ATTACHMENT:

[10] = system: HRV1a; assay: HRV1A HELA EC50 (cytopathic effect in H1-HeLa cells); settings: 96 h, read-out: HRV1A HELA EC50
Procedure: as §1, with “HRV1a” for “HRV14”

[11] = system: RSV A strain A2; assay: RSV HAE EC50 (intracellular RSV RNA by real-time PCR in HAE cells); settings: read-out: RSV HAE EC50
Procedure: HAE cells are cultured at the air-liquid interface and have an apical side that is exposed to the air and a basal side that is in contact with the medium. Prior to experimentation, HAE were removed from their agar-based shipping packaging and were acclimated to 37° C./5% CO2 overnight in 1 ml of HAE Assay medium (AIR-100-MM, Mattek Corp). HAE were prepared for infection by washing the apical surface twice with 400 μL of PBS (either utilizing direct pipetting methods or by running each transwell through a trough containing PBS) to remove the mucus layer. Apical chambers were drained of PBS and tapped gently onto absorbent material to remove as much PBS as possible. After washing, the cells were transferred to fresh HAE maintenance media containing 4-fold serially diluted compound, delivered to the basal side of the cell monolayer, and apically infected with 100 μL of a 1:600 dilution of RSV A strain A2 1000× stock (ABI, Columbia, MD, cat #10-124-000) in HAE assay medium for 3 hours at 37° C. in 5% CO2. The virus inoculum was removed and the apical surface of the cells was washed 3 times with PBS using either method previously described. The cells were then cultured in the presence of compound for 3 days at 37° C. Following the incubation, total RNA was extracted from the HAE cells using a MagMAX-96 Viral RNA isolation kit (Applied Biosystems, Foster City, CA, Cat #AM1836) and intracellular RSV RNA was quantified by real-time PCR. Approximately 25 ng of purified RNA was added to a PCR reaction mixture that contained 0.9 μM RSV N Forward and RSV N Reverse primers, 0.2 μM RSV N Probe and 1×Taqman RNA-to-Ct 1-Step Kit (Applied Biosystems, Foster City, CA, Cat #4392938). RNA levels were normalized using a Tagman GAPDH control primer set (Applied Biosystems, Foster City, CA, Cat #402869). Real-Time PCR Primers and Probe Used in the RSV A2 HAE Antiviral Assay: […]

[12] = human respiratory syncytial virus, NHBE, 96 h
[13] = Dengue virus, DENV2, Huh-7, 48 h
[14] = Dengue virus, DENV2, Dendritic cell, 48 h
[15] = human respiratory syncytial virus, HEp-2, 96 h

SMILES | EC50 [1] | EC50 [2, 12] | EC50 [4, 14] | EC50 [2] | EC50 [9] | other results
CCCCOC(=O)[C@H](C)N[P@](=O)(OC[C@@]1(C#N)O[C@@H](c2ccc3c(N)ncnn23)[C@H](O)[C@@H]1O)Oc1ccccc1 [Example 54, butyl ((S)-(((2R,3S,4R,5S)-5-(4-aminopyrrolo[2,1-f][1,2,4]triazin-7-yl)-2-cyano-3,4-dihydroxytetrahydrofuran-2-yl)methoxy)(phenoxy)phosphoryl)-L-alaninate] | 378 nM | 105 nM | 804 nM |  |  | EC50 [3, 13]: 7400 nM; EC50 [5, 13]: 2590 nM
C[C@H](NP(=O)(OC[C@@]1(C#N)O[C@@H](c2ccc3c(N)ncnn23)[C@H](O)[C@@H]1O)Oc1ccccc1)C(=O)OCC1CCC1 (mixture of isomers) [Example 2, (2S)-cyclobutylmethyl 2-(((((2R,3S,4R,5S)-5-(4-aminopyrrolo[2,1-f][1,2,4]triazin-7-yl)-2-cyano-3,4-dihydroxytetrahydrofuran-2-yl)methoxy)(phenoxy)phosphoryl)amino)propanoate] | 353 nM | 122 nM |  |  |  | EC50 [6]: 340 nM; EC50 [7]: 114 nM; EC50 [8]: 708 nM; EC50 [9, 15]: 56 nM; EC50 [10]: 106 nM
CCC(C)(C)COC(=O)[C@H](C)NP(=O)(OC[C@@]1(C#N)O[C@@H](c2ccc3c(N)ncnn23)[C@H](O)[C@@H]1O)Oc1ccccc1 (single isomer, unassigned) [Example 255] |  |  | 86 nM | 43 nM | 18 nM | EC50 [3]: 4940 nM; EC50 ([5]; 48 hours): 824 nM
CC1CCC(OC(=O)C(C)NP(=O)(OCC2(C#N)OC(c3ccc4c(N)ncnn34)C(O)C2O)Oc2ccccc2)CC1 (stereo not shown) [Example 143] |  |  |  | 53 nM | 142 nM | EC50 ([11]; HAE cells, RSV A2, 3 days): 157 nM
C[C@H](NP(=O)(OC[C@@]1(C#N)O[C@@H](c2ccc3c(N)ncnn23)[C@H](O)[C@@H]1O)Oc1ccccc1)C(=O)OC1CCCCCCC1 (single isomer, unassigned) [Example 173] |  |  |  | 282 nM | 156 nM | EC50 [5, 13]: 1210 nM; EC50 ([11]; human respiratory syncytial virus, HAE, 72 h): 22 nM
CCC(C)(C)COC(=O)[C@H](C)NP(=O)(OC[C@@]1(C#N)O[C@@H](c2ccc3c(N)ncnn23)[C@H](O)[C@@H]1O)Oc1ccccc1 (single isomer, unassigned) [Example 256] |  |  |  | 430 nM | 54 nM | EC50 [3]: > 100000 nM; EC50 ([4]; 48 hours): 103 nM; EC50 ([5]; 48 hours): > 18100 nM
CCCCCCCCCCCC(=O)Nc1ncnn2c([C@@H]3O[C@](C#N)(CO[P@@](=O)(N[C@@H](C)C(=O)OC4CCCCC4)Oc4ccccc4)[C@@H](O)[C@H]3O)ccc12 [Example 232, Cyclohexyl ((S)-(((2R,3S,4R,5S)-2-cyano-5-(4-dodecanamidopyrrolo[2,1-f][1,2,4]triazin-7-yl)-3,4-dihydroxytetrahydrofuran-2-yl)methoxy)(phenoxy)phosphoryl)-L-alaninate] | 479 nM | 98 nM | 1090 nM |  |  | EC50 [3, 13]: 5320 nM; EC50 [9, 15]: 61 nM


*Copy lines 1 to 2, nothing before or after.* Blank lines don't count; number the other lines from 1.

[10] = system: HRV1a; assay: HRV1A HELA EC50 (cytopathic effect in H1-HeLa cells); settings: 96 h, read-out: HRV1A HELA EC50
Procedure: as §1, with “HRV1a” for “HRV14”